Abortion opponents say they have no objection to using adult stem cells, found in some body tissues, such as the brain, skin or bone marrow. And, researchers agree that adult stem cells may hold promise for certain therapies. Scientists are quick to point out, however, that adult stem cells are not as versatile as embryonic stem cells in their ability to become various tissue types, and do not; therefore, offer the same lifesaving qualities. "Adult stem cells will certainly have a role to play," Thomson told the Alliance. "But to cut off one of these avenues certainly would be unfortunate."
Researchers like Dr. Thomson believe embryonic stem cells may hold the key to developing radically new therapies for degenerative diseases such as Alzheimer's or Parkinson's and life threatening illnesses like diabetes, cancer and cardiovascular disease. They also offer a rich source of healthy tissue to repair diseased organs. Damaged hearts, for instance, might someday be repaired not with surgery or heart transplants, but simply by injecting embryonic stem cells into the heart.
Shutting off federal funds for university research still would allow the research to go on in private labs and biotechnology companies. But the pace of medical discoveries almost certainly would slow to a crawl if it were limited to the private sector. "The best minds in this research are still in academia, not industry," Dr. Thomson told the Alliance. "To exclude the best minds in the whole field would set back the effort tremendously."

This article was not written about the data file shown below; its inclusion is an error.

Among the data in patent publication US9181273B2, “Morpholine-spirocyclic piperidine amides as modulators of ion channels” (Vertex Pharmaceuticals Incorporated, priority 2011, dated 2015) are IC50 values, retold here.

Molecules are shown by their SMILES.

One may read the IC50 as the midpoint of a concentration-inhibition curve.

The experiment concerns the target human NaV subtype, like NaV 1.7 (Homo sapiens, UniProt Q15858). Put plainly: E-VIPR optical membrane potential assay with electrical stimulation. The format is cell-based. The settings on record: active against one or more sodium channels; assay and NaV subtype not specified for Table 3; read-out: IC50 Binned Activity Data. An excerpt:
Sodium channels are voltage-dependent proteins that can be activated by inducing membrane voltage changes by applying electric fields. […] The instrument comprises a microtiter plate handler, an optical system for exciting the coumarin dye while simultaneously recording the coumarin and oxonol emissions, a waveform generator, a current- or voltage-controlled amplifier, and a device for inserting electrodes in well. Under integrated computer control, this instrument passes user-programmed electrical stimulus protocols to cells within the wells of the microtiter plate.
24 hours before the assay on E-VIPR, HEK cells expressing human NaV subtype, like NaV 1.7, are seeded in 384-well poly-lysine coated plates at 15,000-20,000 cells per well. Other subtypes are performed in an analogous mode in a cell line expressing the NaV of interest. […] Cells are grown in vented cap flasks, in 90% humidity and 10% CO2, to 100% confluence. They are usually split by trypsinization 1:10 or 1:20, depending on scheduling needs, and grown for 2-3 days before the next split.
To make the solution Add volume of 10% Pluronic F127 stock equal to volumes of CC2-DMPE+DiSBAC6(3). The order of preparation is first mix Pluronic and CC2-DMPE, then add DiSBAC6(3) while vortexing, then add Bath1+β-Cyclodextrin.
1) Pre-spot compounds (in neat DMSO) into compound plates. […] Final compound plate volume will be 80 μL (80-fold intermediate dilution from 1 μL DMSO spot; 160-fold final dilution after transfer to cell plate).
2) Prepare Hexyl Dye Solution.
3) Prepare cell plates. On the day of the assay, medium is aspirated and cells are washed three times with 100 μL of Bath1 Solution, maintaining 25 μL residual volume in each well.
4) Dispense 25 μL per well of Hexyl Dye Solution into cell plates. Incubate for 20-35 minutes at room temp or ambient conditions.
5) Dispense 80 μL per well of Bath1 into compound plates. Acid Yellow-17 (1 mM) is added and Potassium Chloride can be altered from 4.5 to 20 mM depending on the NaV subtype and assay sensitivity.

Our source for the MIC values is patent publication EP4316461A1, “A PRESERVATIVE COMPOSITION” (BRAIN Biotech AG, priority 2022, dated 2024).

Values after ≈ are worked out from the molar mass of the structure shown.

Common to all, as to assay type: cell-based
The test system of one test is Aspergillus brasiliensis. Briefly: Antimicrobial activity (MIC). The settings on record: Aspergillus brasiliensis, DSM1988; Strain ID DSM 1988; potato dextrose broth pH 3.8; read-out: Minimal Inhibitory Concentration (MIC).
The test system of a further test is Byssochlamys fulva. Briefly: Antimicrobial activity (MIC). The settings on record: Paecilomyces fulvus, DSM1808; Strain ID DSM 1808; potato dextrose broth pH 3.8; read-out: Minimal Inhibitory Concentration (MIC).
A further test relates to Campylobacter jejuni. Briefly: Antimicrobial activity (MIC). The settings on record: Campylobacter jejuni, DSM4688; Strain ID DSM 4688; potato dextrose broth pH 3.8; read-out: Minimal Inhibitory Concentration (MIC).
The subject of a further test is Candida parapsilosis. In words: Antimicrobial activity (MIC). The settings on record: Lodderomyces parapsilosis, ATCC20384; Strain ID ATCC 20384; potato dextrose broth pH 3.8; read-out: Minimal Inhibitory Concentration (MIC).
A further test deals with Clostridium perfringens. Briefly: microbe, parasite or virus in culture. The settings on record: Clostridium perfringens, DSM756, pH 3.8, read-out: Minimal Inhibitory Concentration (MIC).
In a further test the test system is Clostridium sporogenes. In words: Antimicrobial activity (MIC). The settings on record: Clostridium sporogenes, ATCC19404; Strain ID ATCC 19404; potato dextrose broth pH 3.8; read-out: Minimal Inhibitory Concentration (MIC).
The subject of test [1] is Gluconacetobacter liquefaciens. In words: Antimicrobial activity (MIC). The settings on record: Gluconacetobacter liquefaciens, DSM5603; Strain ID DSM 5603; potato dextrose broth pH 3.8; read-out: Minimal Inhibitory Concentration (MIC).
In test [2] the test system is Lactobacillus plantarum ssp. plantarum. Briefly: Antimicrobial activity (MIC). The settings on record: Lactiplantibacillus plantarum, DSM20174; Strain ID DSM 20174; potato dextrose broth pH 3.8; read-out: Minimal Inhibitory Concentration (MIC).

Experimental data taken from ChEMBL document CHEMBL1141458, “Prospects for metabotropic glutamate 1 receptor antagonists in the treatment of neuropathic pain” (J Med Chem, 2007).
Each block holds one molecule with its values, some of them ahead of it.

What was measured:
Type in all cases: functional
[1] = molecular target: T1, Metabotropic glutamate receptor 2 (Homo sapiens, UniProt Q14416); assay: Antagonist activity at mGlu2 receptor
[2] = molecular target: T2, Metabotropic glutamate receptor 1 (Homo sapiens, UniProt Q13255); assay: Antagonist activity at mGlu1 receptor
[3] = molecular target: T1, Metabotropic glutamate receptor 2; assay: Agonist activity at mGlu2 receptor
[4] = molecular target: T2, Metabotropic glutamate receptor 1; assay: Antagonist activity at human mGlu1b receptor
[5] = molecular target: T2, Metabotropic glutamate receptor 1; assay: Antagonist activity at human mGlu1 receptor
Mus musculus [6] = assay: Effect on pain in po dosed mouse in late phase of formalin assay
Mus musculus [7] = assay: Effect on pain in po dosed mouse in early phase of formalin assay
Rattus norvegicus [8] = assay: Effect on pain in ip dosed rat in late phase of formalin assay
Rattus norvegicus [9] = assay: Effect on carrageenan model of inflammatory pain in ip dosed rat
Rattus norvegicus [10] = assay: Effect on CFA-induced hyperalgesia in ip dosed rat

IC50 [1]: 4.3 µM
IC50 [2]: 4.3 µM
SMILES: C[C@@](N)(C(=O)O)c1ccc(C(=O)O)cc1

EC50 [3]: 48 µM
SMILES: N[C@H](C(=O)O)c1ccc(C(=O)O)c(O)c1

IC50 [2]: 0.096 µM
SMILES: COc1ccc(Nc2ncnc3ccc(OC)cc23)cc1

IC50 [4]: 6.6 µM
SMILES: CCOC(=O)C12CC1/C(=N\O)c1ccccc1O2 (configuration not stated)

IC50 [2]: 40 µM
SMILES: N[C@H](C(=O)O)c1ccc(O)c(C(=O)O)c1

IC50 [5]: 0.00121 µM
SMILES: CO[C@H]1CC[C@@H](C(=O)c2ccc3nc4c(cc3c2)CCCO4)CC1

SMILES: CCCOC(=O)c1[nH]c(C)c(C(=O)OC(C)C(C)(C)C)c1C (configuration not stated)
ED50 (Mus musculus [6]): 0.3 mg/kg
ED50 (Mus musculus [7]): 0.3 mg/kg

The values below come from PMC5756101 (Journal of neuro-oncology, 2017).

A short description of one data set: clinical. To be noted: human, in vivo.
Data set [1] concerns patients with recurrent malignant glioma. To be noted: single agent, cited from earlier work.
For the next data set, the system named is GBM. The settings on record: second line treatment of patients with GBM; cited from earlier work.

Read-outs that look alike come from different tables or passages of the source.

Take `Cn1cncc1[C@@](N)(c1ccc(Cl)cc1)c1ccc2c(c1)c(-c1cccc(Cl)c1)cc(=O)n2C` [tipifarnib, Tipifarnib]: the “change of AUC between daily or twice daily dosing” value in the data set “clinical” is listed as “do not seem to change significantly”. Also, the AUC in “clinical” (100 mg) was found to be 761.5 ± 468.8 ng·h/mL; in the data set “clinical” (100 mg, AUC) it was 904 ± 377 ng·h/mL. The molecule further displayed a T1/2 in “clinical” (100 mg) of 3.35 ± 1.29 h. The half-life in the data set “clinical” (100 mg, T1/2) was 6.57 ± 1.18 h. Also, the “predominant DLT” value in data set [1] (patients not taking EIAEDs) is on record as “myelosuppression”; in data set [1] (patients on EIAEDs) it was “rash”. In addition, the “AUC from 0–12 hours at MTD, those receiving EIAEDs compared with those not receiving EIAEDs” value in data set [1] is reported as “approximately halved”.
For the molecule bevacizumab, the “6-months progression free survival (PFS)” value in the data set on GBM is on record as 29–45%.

Privately funded research also would eliminate the oversight and public scrutiny that would come with federal funding, thereby increasing the potential for abuse. The Alliance agrees with Thomson's assessment of the benefits to be derived from government involvement. "There could be a lot of things done privately that would be widely repugnant," Thomson warned. "Society benefits from open research, so people can see what's happening."
Banning federal funding of this research also risks losing our national dominance in biomedical research. Momentum would shift overseas to countries like Australia, Britain and Israel, whose governments have approved less stringent restrictions on embryonic stem cell research.
An unprecedented 80 Nobel laureates have urged President Bush not to halt federal funding of embryonic stem cell research. They include such notables as James Watson who co-discovered the DNA double helix, and economist Milton Friedman. In their letter to Mr. Bush, the laureates noted that the embryos to be used in the research were destined for destruction anyway. They wrote, "Under these circumstances, it would be tragic to waste this opportunity to pursue the work that could potentially alleviate human suffering."
Health and Human Services Secretary Tommy Thompson, whose department oversees NIH, is an abortion opponent and also an enthusiastic supporter of embryonic stem cell research. For that reason, Secretary Thompson seems ideally suited to the task of convincing his boss that this research must continue.